For nearly two years after the premiere of Un ballo in maschera, Verdi seemed uninterested in composing. No doubt his mind was occupied with other duties, both domestic (he married Giuseppina Strepponi) and political (he was nominated, in 1861, as a deputy in the new Italian parliament). In late 1860, a commission from the Imperial Theater of St. Petersburg prompted Verdi to break his silence as an artist.
Francesco Maria Piave based his four-act libretto on the 1835 Spanish play, Don Alvaro, o La fuerza del sino, by Angel di Saavedra (1791-1865), who was influenced by Victor Hugo. Into this, Verdi inserted a scene from Friedrich Schiller's (1759-1805) Wallenstein's Camp, as translated by Andrea Maffei, which the composer had long wished to set. By November 1861, La forza del destino was complete except for the orchestration, which Verdi usually finished after experiencing the acoustics of the proposed theater. The final product is Verdi's most sprawling, dramatically intricate opera.
The premiere of La forza del destino (The Force of Destiny) was planned for the first part of the 1861-1862 season, but the prima donna became ill and the production was postponed. The premiere, on November 10, 1862, was not as successful as Verdi had wished, and the next year he began altering the score. On February 27, 1869, a revised version with additions by Antonio Ghislanzoni, was first performed at the Teatro alla Scala in Milan.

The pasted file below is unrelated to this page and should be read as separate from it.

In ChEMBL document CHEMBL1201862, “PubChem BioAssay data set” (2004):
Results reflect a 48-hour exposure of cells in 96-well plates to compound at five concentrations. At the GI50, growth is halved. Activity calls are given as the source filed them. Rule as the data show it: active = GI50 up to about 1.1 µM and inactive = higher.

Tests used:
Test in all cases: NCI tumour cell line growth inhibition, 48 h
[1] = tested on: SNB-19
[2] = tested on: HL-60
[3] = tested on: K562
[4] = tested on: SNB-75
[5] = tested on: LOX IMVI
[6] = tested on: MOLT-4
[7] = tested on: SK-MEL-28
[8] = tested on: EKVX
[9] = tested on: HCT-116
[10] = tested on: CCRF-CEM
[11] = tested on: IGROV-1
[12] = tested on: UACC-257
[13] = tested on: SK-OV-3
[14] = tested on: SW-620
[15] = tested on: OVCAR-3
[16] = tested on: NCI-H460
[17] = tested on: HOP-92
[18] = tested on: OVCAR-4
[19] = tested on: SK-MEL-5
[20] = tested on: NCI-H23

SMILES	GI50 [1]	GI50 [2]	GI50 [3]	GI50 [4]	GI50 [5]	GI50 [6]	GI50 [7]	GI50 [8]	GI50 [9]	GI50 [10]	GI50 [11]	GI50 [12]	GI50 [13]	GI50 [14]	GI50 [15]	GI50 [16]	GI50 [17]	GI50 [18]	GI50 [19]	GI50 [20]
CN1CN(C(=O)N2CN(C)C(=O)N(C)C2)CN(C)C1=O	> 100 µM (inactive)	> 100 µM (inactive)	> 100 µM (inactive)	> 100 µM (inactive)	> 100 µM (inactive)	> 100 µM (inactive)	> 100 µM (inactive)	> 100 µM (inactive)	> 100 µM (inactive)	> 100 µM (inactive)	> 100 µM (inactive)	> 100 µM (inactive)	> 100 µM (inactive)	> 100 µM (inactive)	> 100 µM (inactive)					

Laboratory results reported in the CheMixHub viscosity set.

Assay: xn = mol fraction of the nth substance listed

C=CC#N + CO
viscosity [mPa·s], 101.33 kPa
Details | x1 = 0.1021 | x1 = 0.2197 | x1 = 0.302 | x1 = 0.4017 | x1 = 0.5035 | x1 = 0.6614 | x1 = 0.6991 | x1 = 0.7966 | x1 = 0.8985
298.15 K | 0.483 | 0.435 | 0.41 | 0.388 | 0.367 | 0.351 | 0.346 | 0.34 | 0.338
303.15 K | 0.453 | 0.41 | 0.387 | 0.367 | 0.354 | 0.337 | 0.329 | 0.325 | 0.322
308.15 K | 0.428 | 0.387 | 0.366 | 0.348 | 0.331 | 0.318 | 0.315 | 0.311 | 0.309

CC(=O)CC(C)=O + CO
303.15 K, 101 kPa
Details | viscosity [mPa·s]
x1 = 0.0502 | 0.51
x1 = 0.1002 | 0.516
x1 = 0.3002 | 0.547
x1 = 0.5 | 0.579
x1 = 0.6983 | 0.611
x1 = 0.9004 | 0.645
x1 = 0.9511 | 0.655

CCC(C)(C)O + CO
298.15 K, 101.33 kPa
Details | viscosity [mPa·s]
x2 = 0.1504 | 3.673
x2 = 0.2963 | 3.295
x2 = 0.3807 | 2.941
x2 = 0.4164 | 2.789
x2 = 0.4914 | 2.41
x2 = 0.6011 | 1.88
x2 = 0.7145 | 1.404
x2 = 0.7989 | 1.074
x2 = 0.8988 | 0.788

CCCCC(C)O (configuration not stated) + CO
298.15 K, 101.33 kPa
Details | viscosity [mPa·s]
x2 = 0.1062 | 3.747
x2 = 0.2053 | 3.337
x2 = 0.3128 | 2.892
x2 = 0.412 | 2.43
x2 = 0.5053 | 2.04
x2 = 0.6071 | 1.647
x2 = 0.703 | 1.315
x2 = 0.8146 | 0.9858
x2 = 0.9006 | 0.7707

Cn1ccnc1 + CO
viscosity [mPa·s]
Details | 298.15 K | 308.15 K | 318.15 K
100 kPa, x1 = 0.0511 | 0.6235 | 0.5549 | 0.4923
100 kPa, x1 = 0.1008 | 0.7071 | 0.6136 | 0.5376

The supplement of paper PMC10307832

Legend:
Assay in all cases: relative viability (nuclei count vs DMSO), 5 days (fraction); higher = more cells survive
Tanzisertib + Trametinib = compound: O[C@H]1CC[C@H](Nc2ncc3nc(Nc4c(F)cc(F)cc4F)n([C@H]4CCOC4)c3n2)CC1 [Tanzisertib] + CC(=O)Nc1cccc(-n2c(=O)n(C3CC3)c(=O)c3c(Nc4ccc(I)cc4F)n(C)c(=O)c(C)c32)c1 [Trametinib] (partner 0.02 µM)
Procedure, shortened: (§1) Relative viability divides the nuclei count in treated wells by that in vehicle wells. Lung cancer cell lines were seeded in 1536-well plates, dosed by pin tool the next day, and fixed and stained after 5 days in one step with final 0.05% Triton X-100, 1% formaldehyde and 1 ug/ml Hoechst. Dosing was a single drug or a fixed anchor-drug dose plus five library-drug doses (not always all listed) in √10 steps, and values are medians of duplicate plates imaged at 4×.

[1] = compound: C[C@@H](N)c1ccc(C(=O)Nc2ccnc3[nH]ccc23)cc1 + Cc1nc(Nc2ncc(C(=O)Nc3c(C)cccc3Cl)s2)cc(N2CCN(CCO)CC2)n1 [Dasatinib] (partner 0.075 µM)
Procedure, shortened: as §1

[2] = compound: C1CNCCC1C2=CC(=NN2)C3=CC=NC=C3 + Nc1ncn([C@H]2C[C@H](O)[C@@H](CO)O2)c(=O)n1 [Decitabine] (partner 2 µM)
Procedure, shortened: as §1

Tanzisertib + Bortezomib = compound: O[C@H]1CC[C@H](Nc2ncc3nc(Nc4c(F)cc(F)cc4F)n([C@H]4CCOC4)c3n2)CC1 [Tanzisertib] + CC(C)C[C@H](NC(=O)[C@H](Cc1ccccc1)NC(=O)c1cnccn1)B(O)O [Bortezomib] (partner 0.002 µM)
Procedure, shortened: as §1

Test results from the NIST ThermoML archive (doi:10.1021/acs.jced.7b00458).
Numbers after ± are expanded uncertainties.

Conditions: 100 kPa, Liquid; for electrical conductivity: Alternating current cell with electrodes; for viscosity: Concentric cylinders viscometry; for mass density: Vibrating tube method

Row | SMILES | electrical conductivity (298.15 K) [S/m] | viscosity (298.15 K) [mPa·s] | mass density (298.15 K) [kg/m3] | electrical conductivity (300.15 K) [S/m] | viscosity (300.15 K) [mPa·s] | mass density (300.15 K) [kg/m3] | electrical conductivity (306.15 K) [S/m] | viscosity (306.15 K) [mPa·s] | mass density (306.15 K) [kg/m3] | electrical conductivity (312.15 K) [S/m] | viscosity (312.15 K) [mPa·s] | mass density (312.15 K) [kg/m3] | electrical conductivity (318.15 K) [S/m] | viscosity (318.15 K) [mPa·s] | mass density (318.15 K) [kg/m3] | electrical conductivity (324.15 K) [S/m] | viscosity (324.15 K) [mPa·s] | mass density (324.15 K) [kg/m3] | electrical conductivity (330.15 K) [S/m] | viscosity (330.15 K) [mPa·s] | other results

Verdi and Piave create a tangled tale in which the characters come together through coincidence. Melitone and Preziosilla provide asides and comic elements as the three main characters, Donna Leonora, Don Carlo, and Don Alvaro play out their tragic parts. The chorus, appearing in nearly every scene, is of greater importance than in any other of Verdi's operas and has some of the most famous numbers in the opera, including, "Compagni, sostiamo" (new for 1869) and "Rataplan, rataplan," both in Act Three.
One of the major differences between the 1862 and 1869 versions is the overture. In the first version, we find a concise prelude. Verdi expanded this in 1869 to a lengthy assemblage of melodies from the opera, stressing a three-note motive that is often called the "fate" motive, and a rising, four-note scale associated with Leonora. Verdi was not concerned with overall structure in this potpourri of tunes. The finale of the last act underwent the greatest changes between versions. In the first, Alvaro kills Carlo in a duel, Leonora enters to be reunited with Alvaro only to be stabbed by the dying Carlo, and Alvaro throws himself from a mountaintop (this was not the lighthearted Italian opera the St. Petersburg audience expected). In the revised version (more likely to be staged today), the duel occurs offstage, as does Carlos' stabbing of Leonora, who returns to the stage for the trio, "Non imprecare, umiliati." As the mode shifts from minor to major, Alvaro exclaims that he is redeemed.